We’re No Experts

No Expert

I’m listening to Patton Oswalt read his book (amazon affiliate link) for nerds. It’s a totally wonderful book, and his narration makes it pop up even better still. Why? Because he’s a professional actor, as well as a darned good writer. His voice for this is perfect. His reading isn’t literal to the book. He keeps adding in liner notes. Hell, Michael Stipe from REM shows up in the reading.

This comes the day after I finished reading my own new book. This comes one week after Joe and I interviewed Sean Pratt, professional audiobook reader. Sean points out in that interview that most authors can’t read their own book for crap.

Like anyone with a low self-opinion (is that all of us?), I went into recording my audiobook thinking about what Sean Pratt said. He’s right. I’m not a very great book reader. I’m a very good author. (Not great.) But I’m not an amazing book reader. I’m passable. I don’t mumble much. I speak reasonably clearly. I probably speak a little too fast. I don’t have a deep melodious voice like Julien Smith. In fact, I think I sound like Kermit the Frog. My kids also tell me that I do a great Squidward from SpongeBob.

We’re Not Experts

The Internet and computers in general have opened us all up to opportunities to do what we want. Lowered prices on all kinds of things open this up, too. In my immediate vicinity, I have an electric guitar that I can play well enough for people to say, “Oh, I didn’t know you play guitar!” I also have two prosumer video cameras that I use regularly, whether or not I know how to do that well. I have Final Cut Pro X, so I can edit things rudimentarily. I have a blog (you’re here!), so I can publish. I write books, because hey, this computer has a typewriter. I have an MP3 recorder so I could do a podcast, if I wanted (I want to, but I have run out of hours).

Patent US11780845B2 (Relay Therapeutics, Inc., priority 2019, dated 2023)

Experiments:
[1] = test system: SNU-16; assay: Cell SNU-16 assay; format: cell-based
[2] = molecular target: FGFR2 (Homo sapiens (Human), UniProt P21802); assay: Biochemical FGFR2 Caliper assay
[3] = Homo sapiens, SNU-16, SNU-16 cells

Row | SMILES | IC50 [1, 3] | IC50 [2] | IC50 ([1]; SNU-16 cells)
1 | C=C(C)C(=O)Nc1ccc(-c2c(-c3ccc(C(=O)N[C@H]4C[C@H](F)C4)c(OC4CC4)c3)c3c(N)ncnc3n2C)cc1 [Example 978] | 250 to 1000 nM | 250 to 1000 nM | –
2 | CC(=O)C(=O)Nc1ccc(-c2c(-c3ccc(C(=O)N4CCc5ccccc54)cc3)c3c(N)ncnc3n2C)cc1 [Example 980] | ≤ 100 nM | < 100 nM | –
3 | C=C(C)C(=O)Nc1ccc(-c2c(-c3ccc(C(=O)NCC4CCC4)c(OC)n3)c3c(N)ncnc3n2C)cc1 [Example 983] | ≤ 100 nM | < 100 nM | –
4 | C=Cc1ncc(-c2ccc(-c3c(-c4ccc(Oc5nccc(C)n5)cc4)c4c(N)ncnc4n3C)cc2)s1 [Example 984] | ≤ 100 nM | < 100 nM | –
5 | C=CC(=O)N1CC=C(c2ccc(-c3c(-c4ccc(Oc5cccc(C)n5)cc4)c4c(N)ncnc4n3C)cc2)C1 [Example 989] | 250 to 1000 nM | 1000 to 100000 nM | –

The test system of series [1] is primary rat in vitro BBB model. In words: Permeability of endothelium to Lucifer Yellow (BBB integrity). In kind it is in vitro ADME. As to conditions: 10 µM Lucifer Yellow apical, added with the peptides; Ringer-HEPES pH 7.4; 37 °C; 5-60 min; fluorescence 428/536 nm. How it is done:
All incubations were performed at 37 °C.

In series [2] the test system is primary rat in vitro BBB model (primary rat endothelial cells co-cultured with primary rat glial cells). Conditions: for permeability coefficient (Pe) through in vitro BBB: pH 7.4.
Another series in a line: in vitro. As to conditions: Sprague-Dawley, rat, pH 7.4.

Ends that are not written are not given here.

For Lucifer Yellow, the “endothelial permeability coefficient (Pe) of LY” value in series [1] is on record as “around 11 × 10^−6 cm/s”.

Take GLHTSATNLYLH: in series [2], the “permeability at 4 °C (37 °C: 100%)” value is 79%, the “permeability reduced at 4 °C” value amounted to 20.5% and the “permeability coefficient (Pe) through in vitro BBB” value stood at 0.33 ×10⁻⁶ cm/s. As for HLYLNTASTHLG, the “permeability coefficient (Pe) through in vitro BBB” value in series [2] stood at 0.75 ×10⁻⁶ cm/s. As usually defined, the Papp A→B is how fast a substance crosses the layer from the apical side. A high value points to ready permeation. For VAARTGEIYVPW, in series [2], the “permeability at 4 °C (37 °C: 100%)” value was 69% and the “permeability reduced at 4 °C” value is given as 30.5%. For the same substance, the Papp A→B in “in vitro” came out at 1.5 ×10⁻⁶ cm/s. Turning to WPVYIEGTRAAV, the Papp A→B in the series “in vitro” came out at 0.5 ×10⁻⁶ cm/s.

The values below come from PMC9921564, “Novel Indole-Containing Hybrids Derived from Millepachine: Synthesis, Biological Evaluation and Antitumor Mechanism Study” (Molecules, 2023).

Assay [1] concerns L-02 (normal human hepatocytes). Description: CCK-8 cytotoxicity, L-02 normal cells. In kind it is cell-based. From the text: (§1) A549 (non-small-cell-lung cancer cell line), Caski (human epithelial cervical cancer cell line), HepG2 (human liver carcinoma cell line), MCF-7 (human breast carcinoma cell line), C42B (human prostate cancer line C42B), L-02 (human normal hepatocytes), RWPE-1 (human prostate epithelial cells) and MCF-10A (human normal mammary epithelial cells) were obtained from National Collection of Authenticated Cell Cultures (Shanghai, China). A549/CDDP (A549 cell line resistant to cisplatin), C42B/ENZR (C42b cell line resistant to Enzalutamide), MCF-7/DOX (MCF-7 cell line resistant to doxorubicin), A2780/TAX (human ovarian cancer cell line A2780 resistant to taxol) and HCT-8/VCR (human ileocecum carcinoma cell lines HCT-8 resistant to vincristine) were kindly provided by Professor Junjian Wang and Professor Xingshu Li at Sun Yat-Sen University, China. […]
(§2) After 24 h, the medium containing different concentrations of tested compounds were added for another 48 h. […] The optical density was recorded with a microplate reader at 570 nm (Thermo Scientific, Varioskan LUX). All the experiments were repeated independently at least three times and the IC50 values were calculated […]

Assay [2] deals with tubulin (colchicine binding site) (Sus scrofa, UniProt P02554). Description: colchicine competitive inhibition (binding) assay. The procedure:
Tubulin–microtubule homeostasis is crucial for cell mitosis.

We are quite often given the opportunity to do something we’re not qualified to do. We often take on projects we’re not qualified to take on. I do it all the time. I will sign up for something, learn that I have no idea how to do it the way I imagine it, and then I rush to learn how to accomplish something that will make my client feel I’ve delivered value. It’s exhilarating (which I’m not an expert in spelling, but blogging software now has spell check). And yet, I have to accept that I’m not an expert.

And That’s Okay

You’re not an expert, either. But, maybe you have passion for something. I have passion for telling stories about interesting people and human-minded business. I have passion around music and noodling around on my guitar. I have passion for making better marketing happen for companies. I have plenty of passions. And these lead me to try and do and experiment and make. My passions lead me to that recording booth to record my book. My passions lead me to share with you.

And your passions will lead you to heights you shouldn’t achieve, too. Your passions will give you warmth and encouragement while you learn to achieve and do something. Your passions and your experiments and your efforts will spur you to learn more, to gain the experience you need to climb towards (but not so likely reach) that status as an expert.

Wait to be an expert? Never. Just don’t sell yourself like that, either. Instead, lead with your enthusiasm, and then make damned sure you deliver.

Let’s go be non-experts.

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